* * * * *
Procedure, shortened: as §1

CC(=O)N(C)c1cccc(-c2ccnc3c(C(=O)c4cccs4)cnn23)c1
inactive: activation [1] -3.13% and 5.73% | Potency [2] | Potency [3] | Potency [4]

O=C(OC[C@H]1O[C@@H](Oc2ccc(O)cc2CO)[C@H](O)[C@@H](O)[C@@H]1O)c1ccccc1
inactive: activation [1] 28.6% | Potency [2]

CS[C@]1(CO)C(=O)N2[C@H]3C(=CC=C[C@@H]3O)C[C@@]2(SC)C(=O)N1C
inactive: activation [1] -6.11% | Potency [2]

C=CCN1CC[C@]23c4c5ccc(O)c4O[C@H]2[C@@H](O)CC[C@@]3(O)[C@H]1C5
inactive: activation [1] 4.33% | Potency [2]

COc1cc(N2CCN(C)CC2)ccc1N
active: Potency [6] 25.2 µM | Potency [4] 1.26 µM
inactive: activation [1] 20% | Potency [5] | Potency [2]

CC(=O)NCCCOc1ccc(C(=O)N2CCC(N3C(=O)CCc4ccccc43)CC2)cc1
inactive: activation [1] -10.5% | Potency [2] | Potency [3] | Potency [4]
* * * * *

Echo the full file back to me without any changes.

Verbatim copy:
Procedure, shortened: as §1

CC(=O)N(C)c1cccc(-c2ccnc3c(C(=O)c4cccs4)cnn23)c1
inactive: activation [1] -3.13% and 5.73% | Potency [2] | Potency [3] | Potency [4]

O=C(OC[C@H]1O[C@@H](Oc2ccc(O)cc2CO)[C@H](O)[C@@H](O)[C@@H]1O)c1ccccc1
inactive: activation [1] 28.6% | Potency [2]

CS[C@]1(CO)C(=O)N2[C@H]3C(=CC=C[C@@H]3O)C[C@@]2(SC)C(=O)N1C
inactive: activation [1] -6.11% | Potency [2]

C=CCN1CC[C@]23c4c5ccc(O)c4O[C@H]2[C@@H](O)CC[C@@]3(O)[C@H]1C5
inactive: activation [1] 4.33% | Potency [2]

COc1cc(N2CCN(C)CC2)ccc1N
active: Potency [6] 25.2 µM | Potency [4] 1.26 µM
inactive: activation [1] 20% | Potency [5] | Potency [2]

CC(=O)NCCCOc1ccc(C(=O)N2CCC(N3C(=O)CCc4ccccc43)CC2)cc1
inactive: activation [1] -10.5% | Potency [2] | Potency [3] | Potency [4]